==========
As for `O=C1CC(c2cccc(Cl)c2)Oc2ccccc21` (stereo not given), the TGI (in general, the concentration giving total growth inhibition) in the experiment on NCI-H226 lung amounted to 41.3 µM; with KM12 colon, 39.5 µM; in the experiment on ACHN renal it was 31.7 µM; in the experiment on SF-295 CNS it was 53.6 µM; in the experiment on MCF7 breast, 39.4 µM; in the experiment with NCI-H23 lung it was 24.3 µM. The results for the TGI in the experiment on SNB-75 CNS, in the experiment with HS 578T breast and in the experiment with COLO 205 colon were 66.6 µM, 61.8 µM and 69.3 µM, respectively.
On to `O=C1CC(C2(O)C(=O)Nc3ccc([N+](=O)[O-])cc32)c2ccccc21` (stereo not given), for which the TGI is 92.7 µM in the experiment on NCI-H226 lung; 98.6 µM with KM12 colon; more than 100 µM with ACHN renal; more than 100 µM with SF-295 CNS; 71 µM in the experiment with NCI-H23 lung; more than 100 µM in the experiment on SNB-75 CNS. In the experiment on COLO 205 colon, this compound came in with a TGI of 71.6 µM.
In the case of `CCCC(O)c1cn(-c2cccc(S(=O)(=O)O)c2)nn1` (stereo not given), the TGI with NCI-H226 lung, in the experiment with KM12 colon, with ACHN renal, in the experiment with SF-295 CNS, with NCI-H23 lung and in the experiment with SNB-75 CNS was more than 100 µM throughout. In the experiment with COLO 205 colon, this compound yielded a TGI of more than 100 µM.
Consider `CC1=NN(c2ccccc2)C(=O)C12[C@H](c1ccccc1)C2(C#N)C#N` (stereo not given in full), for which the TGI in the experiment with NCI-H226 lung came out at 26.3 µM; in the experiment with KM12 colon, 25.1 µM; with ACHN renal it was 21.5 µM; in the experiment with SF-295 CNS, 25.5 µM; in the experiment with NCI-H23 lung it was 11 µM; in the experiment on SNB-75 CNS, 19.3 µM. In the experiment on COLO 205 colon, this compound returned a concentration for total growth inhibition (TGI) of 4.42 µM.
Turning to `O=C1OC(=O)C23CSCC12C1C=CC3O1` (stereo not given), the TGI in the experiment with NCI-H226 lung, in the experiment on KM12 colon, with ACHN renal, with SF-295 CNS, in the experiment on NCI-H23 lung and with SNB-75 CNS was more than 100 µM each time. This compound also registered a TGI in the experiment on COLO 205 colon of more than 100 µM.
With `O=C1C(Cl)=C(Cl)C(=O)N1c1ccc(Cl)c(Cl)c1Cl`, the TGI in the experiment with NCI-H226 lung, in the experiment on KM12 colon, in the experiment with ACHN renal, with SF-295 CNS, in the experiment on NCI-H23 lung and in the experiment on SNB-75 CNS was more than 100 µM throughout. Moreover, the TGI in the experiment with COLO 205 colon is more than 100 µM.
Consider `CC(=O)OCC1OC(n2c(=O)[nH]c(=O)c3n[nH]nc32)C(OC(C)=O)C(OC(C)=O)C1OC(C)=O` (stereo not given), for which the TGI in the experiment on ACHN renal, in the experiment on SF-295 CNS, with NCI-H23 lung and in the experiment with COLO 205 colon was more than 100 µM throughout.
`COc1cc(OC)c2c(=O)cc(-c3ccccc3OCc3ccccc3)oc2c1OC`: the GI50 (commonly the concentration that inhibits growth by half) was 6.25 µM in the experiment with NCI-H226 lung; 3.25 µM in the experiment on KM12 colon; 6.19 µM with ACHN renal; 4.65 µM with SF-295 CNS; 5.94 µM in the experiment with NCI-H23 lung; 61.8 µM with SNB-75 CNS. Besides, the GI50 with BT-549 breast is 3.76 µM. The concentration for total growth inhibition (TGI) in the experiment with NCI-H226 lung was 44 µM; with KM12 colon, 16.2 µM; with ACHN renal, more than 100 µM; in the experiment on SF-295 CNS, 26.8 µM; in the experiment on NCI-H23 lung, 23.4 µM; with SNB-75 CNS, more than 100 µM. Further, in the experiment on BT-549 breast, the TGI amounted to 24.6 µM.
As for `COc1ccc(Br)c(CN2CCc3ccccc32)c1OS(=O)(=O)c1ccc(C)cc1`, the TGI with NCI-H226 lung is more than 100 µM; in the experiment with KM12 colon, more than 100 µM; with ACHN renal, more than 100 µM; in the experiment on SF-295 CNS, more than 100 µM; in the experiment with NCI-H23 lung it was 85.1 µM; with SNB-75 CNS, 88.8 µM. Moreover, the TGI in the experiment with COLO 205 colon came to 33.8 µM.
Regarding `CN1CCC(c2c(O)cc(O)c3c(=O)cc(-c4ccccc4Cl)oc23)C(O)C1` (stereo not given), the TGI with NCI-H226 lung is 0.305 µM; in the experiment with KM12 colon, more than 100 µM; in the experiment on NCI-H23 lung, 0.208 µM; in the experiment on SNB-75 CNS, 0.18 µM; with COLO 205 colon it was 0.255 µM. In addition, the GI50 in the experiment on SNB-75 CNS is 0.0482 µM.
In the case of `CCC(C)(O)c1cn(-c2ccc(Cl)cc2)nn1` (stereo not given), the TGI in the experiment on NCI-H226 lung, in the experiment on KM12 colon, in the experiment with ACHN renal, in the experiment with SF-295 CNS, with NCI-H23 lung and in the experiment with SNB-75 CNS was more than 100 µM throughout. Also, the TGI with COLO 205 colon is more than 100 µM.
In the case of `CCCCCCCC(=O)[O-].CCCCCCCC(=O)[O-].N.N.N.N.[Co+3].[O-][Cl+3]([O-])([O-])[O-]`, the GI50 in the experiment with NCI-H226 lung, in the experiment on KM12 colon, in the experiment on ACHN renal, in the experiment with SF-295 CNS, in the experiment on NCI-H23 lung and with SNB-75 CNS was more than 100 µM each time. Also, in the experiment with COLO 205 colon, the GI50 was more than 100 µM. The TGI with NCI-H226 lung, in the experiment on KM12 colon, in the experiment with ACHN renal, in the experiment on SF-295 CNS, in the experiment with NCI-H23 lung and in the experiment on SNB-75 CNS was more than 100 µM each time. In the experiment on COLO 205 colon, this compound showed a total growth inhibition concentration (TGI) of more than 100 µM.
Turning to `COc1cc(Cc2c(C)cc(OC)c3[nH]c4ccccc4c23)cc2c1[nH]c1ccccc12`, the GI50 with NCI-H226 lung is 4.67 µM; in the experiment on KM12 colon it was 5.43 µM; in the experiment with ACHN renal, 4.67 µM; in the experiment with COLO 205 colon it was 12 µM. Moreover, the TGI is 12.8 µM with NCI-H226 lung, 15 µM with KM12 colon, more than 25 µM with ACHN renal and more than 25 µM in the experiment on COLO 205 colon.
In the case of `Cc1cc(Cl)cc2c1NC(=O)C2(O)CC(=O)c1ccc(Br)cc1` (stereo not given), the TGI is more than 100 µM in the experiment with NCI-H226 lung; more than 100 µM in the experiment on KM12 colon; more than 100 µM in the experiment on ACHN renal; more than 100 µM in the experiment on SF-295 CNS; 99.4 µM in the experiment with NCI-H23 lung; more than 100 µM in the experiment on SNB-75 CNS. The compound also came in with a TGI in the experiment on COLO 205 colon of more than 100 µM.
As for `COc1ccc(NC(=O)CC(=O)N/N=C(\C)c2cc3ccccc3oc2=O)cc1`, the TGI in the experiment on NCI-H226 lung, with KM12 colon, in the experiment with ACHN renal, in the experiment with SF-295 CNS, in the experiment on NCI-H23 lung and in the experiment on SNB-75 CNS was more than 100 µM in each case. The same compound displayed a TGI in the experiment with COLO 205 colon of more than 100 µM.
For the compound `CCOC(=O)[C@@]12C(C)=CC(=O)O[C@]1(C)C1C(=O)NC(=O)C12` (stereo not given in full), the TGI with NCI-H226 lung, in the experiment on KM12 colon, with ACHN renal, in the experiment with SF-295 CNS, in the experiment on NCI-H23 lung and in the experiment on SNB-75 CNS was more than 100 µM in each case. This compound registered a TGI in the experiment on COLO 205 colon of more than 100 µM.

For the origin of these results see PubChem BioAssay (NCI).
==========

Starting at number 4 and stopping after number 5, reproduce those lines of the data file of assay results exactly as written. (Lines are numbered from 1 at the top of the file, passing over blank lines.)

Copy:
Consider `CC1=NN(c2ccccc2)C(=O)C12[C@H](c1ccccc1)C2(C#N)C#N` (stereo not given in full), for which the TGI in the experiment with NCI-H226 lung came out at 26.3 µM; in the experiment with KM12 colon, 25.1 µM; with ACHN renal it was 21.5 µM; in the experiment with SF-295 CNS, 25.5 µM; in the experiment with NCI-H23 lung it was 11 µM; in the experiment on SNB-75 CNS, 19.3 µM. In the experiment on COLO 205 colon, this compound returned a concentration for total growth inhibition (TGI) of 4.42 µM.
Turning to `O=C1OC(=O)C23CSCC12C1C=CC3O1` (stereo not given), the TGI in the experiment with NCI-H226 lung, in the experiment on KM12 colon, with ACHN renal, with SF-295 CNS, in the experiment on NCI-H23 lung and with SNB-75 CNS was more than 100 µM each time. This compound also registered a TGI in the experiment on COLO 205 colon of more than 100 µM.